5 years of Yesplan – interview with Johan & Andy
2Rivers was set up by Vooruit and Inceptive. Vooruit doesn’t need an introduction, but what is Inceptive exactly?
Johan: Inceptive was set up by three people who were working at the university at the time and were software specialists. The aim was to make planning software for Vooruit. We already knew each other well and were all keen to start something together. Making software for Vooruit was the specific reason. That was our first project. In the meantime Inceptive has become joint-owner of 2Rivers although we now have several other projects.
I’ve already heard you say that when you first saw the assignment from Vooruit, you thought “That will be simple, let’s do it quickly and earn a bit on the side”.
Andy: During the first meetings, we thought that Vooruit needed a kind of deluxe version of Google Calendar. As the meetings progressed we realised that there was a whole lot more to it than that. That’s when you realise that a huge amount goes on behind the scenes for event planning that laymen know nothing about, for example staff planning, cost analysis, resource management, etc.
What were the biggest challenges 5 years ago?
Andy: When we started with 2Rivers it was a huge challenge to work out how something that had been made for Vooruit, and that was completely tailored to them, could have a more general application.
What was the most unexpected thing that happened along the way?
Andy: Yesplan evolved from being a planning system that would be used by planners, to a kind of central database. Everyone enters all possible information regarding their operations, so as to exchange data more easily and facilitate cooperation. That’s totally different to how we imagined it in the beginning.
Which customer has surprised you the most up until now by the way in which they have utilised Yesplan, and in what way?
Johan: There is not one specific customer, but there are various customers who have done their own thing with the possibilities of the system. Without us having to tell them how they needed to approach the system, they have set up their own installations all by themselves. That’s when you see organisations really get stuck in to the possibilities of the system in a creative way. Yesplan is very dynamic and you can do a lot with it.
Andy: Like Vooruit, who built a Google Docs integration.
Johan: And there are a few other examples, like Maas Theater en Dans who connected Yesplan to their central heating system. But also Theater aan het Spui, De Werf, C-Mine, for example. They all immersed in the possibilities of Yesplan themselves and in the process saw new opportunities for their working method. That is a big surprise.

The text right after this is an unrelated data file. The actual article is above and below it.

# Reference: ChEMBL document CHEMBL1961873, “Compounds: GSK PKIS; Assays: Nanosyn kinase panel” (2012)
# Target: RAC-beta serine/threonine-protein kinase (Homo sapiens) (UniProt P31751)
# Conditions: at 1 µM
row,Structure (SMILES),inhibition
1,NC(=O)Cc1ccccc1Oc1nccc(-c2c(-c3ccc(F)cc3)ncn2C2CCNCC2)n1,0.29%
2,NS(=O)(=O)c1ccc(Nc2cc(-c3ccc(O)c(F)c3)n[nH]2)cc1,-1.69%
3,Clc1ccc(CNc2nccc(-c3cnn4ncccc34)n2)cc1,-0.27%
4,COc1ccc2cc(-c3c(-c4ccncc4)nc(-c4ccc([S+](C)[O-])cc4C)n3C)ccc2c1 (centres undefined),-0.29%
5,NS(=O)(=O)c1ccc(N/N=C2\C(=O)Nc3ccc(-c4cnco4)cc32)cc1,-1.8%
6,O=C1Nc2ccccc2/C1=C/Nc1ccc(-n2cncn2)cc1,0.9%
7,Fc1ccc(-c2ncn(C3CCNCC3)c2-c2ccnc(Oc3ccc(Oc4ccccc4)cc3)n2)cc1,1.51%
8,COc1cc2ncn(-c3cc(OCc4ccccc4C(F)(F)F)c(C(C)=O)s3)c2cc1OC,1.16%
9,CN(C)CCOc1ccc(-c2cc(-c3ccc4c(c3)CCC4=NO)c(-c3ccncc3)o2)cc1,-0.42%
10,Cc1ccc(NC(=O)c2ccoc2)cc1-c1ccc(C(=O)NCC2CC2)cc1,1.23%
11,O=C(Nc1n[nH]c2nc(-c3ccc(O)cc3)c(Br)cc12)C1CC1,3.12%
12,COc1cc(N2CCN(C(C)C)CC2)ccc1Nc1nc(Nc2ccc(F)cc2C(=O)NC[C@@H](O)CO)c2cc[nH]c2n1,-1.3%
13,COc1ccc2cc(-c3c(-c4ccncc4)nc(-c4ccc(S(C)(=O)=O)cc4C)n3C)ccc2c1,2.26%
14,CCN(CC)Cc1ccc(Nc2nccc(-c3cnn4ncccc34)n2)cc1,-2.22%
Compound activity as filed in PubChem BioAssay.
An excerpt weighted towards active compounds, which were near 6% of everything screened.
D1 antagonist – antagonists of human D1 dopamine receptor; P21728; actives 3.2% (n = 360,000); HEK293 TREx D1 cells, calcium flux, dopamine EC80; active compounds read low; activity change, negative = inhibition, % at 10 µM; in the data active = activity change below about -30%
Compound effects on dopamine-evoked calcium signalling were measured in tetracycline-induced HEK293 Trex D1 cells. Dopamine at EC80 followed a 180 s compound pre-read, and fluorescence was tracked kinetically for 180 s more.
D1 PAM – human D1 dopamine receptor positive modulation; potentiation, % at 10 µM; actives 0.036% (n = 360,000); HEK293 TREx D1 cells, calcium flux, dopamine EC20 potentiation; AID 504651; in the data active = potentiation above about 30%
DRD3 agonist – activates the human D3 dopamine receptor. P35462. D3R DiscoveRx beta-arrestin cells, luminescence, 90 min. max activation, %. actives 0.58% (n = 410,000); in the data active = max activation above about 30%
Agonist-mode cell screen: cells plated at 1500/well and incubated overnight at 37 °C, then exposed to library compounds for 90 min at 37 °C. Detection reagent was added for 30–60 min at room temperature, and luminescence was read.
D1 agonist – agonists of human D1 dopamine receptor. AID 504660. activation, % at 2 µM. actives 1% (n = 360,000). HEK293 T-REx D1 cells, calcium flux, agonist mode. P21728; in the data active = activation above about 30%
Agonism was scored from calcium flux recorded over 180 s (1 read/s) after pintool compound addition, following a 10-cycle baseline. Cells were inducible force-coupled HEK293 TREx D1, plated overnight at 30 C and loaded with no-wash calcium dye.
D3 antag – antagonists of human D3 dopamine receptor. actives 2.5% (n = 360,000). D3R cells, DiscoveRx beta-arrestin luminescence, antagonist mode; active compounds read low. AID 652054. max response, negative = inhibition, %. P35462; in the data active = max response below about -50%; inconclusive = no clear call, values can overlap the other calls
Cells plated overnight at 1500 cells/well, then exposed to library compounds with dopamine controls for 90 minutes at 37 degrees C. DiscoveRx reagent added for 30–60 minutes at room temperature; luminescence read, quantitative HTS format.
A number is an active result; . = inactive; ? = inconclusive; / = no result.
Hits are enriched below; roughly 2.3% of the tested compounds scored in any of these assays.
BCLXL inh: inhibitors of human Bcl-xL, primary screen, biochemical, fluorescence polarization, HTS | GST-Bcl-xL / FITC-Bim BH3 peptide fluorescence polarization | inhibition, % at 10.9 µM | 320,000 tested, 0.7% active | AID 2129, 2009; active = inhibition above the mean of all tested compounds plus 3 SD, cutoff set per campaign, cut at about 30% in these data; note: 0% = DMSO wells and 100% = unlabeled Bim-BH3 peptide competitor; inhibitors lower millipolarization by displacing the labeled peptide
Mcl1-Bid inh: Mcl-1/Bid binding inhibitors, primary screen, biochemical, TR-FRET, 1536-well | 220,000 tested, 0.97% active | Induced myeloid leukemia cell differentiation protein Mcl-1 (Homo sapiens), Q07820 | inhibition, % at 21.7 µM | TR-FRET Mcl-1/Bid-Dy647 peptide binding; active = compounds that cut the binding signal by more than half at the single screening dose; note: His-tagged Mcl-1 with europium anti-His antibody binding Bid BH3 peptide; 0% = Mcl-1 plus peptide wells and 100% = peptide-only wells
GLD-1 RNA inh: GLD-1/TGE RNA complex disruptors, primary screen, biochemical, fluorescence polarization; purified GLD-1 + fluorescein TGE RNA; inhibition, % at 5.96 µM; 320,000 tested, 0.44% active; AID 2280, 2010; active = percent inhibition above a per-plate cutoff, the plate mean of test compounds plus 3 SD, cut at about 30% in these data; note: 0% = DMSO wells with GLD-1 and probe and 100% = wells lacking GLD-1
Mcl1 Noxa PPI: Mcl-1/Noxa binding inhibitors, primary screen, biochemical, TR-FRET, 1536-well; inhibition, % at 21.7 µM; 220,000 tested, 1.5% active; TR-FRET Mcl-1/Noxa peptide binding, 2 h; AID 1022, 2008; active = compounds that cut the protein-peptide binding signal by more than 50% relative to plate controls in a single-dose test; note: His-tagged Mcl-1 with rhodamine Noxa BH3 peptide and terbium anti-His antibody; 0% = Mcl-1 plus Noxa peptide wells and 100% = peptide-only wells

What kept you occupied 5 years ago and what are you doing now?
Andy: The general focus has remained the same – 5 years ago we knew that we needed to add new features and let the product grow. Additionally, there is now more emphasis on customer support and keeping infrastructures operational.
Johan: And 5 years ago, our team didn’t include the people who are part of it now, that’s definitely a big difference. The core tasks have remained the same though. Maybe everything seemed more straightforward back then. The more customers and employees that you have, the more complicated it gets.
Which challenges are still in the pipeline? Which trends does Yesplan need to be aware of?
Johan: The main trend which is important for us is visualising the information in Yesplan more, and more effectively, for example in reports, and making these available and storing them. And doing this across all devices.
Andy: that’s right, the unlocking of data is an important challenge. In reporting, but also via the integrations that people want to be able to build in themselves.
Where do you want Yesplan to be in 5 years’ time?
Johan: Worldwide of course (laughs). No, it would be nice if Yesplan has a bigger geographical market and an international development team within 5 years.
Andy: I agree. Additionally, I hope that by that time we have evolved to a self-explanatory product. For example using interactive documents, wizards, etc. That would make it easier for organisations to configure certain elements by themselves.
What is the best Yesplan anecdote?
Andy: On 1 April 2011, Google sent out a message that it would now be possible to use two mice in Google Chrome. Everyone sent the mail around internally here with the remark “coming soon to Yesplan”. Quite a few people fell for it. So much so that a CEO who shall remain nameless 😉 tried to sell this as a feature that would soon be part of Yesplan thanks to Google..
Johan: Another story is the purchase of the Nespresso coffee machine. This was preceded by two normal coffee machines, endless discussion and detailed lists of the pros and cons. In the end I just decided to go out and buy the machine. I think that the purchase of the coffee machine was the trickiest technical decision that we ever had to make at Yesplan…